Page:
ReadWriteThink couldn't publish all of this great content without literacy experts to write and review for us. If you've got lessons plans, videos, activities, or other ideas you'd like to contribute, we'd love to hear from you.
Find the latest in professional publications, learn new techniques and strategies, and find out how you can connect with other literacy professionals.
Teacher Resources by Grade
|1st - 2nd||3rd - 4th|
|5th - 6th||7th - 8th|
|9th - 10th||11th - 12th|
The Houdini Box: What Did Houdini Hide? Writing Creative Endings
|Grades||3 – 6|
|Lesson Plan Type||Standard Lesson|
|Estimated Time||Five 60-minute sessions|
This lesson comprises five lessons that students love. During the first session, read aloud The Houdini Box by Brian Selznick to the class. Students then follow the steps of the writing process to create a new ending for this book. Students gain experience brainstorming, drafting, editing, and polishing their writing. Because their story endings must flow well with the rest of the book, students must understand what the book is about. The goal is for them to understand what they’re reading and to demonstrate their knowledge of the book’s content and their own creativity through a writing piece.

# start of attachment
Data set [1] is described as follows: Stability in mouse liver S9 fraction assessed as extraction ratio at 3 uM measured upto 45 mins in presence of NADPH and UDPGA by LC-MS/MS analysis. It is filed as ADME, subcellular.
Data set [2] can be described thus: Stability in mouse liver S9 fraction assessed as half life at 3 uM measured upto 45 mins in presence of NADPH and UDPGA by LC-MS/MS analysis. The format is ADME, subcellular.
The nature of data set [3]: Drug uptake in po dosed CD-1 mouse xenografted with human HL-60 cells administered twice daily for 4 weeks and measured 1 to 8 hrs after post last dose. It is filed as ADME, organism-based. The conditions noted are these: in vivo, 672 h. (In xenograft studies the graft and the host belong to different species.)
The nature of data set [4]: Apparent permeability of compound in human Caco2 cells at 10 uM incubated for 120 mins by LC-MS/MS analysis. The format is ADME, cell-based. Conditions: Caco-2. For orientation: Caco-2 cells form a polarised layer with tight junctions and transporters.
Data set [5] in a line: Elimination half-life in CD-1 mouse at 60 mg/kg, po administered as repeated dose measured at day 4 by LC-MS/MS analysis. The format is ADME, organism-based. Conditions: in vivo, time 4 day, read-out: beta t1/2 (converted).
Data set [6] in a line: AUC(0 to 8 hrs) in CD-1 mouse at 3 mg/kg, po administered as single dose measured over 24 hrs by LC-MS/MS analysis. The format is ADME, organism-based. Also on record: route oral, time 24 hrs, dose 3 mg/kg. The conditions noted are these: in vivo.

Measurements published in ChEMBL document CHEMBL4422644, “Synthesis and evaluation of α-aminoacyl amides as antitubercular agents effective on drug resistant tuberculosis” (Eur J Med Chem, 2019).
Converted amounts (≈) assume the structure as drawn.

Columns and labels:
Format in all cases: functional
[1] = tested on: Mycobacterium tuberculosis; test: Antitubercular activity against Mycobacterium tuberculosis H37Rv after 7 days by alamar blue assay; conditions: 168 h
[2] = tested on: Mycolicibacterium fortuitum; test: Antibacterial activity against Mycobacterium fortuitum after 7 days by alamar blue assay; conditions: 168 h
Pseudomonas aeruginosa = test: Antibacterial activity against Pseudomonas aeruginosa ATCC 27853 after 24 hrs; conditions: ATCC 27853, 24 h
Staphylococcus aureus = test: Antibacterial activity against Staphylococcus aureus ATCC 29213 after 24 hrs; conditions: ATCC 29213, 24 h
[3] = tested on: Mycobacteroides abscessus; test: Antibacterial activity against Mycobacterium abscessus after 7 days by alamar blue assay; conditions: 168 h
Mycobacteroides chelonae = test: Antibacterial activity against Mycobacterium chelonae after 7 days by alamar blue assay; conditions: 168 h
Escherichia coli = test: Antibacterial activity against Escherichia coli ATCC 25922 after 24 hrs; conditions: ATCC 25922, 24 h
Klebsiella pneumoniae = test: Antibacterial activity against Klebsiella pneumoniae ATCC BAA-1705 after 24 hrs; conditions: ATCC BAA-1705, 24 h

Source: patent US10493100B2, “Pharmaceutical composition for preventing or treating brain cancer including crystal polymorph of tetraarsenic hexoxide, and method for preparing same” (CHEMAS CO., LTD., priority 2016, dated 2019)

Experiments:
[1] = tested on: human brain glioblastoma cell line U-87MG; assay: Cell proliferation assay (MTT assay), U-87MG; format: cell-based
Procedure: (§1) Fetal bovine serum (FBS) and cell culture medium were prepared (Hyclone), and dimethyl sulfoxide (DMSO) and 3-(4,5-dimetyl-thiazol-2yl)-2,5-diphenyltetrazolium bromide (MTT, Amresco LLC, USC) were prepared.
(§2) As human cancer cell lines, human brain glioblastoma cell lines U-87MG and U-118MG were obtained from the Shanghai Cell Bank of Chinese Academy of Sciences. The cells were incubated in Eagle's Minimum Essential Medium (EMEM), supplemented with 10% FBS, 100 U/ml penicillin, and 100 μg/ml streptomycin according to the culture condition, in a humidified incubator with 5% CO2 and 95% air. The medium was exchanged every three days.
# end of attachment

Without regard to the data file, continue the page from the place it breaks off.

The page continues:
- Comprehension Cube: Students complete this worksheet and construct a cube after the read-aloud of The Houdini Box by Brian Selznick.
- America’s Story From America’s Library: Harry Houdini: This is one of the best websites that can be used during the second session when students research Harry Houdini online.
- Story Writing Rubric: The Houdini Box Ending: Use this rubric to assess students’ final writing piece.
Athans, S.K., & Devine, D.A. (2008). Quality comprehension: A strategic model of reading instruction using read-along guides, grades 3-6. Newark, DE: International Reading Association.
- The teacher should assess students' comprehension of the topic presented in the unit.
Peterson, S. (Ed.). (2003). Untangling some knots in K–8 writing instruction. Newark, DE: International Reading Association.
- Writing and revising in the classroom often involves peer discussion, whether in a one-to-one or group setting.